Another avenue... So far, I've been using mostly vintage illustrations fired onto my ceramic pieces but I do like to draw (I was a painting / drawing major back in the day, heh). I'm planning a series using my own sketches. I can't wait to see how this develops!
So much to do, so little time...sigh,
- Karen Totten
Starry Road Studio
Well, I have to say that your patinas and tutorials enhance my jewelry making!
Your leaves are beautiful, Shannon. I love torch patina on copper and am always amazed at the individual results, like snowflakes, no two patinas are ever alike!
I have begun raiding my husbands worktruck seriouly.I've always grabbed the stray copper,but one evening,I dug deep.Pipe cutters lots of copper pipe and sheets,bolts,sealants,all kinds off things I don't what they are,but I think they look very intresting.I have boxes filled,and hidden,waiting for me.I'm starting Monday,when he goes to work!
Metal and glass!
Seems simple, but I was working in sterling and now I've added copper to some of the mix. Sterling's gotten so expensive, so the addition of copper helps with that a bit. It also adds interest, and I can patina them both for a "worn" look.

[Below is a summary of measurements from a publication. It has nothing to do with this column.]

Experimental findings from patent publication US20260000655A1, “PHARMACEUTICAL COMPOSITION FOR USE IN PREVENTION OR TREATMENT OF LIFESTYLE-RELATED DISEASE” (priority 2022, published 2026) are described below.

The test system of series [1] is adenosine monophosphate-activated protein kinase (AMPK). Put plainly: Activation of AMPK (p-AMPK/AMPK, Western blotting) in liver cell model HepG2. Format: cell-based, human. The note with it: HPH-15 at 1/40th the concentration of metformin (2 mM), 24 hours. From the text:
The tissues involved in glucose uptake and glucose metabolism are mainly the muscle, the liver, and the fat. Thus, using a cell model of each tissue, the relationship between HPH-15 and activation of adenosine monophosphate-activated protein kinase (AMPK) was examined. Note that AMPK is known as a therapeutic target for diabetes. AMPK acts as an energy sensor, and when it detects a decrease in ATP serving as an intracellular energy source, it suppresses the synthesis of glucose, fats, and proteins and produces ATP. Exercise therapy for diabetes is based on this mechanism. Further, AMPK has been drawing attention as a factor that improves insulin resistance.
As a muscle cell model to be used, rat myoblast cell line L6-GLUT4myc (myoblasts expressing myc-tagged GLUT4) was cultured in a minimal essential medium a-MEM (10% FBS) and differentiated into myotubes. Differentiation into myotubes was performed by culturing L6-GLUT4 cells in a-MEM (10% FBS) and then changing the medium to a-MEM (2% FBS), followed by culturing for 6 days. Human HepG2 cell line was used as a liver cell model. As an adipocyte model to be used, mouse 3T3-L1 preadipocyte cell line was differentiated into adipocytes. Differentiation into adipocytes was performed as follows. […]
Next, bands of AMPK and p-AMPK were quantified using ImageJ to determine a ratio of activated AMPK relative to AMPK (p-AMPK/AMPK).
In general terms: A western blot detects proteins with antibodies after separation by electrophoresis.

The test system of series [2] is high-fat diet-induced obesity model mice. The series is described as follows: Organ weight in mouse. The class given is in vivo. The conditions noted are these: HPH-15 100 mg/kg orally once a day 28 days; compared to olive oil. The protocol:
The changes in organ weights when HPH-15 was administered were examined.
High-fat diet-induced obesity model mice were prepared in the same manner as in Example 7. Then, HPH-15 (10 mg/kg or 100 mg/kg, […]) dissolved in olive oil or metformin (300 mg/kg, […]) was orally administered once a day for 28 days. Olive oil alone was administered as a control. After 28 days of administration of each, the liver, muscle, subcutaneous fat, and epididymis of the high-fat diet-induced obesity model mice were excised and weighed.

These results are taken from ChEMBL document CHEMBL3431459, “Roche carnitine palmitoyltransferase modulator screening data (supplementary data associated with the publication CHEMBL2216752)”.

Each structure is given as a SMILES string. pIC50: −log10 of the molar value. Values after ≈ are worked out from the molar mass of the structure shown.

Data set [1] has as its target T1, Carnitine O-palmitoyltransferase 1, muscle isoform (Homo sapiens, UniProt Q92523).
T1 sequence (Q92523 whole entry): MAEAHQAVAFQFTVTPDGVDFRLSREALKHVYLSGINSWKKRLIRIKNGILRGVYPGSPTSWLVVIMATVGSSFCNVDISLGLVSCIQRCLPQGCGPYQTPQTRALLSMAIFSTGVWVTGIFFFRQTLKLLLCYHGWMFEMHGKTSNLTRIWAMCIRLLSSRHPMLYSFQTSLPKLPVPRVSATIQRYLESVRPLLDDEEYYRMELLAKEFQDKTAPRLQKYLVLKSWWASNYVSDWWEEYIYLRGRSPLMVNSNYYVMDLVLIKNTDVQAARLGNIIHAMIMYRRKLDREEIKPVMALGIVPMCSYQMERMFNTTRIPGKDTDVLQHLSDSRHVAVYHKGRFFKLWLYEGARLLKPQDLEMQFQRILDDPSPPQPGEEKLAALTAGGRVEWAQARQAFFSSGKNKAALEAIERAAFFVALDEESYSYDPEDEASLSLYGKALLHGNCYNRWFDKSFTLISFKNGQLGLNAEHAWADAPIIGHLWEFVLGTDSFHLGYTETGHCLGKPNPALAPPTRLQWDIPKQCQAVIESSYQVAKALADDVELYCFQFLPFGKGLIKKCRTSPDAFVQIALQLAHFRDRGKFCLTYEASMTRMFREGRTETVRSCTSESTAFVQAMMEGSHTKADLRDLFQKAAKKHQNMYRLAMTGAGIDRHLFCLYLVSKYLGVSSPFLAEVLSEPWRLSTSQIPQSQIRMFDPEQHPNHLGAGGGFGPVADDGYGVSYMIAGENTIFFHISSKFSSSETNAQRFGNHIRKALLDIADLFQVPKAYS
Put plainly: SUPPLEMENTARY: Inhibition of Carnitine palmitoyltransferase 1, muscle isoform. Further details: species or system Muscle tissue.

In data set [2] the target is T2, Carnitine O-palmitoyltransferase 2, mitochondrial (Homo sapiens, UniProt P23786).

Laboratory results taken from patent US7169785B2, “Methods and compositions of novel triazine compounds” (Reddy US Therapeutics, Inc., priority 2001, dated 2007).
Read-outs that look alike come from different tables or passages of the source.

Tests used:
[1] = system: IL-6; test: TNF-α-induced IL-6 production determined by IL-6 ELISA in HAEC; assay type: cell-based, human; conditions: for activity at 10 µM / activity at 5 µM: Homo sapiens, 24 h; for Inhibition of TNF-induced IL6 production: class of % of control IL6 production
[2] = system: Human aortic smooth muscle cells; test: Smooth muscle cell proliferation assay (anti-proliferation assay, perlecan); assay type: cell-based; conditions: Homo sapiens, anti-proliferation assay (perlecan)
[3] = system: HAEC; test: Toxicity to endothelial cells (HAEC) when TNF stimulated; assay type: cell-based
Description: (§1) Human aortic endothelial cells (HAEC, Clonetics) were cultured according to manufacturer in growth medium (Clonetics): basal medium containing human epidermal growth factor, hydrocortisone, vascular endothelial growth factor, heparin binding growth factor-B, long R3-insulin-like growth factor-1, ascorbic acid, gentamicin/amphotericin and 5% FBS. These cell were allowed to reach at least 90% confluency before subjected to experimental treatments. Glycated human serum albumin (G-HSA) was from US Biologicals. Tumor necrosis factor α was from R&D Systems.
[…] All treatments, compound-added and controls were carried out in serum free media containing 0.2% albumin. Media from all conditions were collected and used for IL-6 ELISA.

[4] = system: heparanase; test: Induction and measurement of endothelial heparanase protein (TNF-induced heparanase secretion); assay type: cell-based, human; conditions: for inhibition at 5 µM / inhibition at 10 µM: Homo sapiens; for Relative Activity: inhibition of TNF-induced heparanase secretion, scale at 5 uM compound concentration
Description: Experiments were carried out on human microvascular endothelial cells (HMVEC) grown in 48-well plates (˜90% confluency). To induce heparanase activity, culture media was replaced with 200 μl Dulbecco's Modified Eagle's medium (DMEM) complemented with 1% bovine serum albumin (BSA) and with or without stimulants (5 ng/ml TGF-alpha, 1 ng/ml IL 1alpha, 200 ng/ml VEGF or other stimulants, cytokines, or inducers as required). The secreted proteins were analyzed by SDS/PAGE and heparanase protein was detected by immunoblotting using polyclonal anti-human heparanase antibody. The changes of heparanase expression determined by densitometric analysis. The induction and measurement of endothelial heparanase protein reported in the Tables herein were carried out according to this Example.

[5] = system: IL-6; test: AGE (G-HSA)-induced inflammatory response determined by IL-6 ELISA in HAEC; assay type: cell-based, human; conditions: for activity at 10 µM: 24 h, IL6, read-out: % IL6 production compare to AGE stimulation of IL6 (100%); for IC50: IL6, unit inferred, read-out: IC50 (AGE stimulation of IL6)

There are so many beautiful items on your blog. I sure enjoy spending time here.
I love everything you make.
Lately I have been liking the combo of turquoise and copper. Like the old pennies that would turn green or the old copper roofs. I like that old-new combo.
Shannon, your fold formed leaves are amazing! I love how the color pools in the dimples. This week I experimented a little with waxed cotton cord--but I was frustrated because 1. the 1 mm cord wouldn't fit through most of the holes in my beads and 2. the end of the cord kept unraveling, making the end "mushy" instead of nice and stiff for easy threading. :( I must be doing something wrong.
btw, I'm listing a new pair of earrings in my shop today that have your hoops paired with some matte lampwork beads.
I've been using more Brass & Copper because Sterling is so costly now. I actually like the different metals and patinas and missficklemedia's is wonderful! Love the leaves....
Love the leaves, they're just so very pretty. I can think of so many things to do with them :).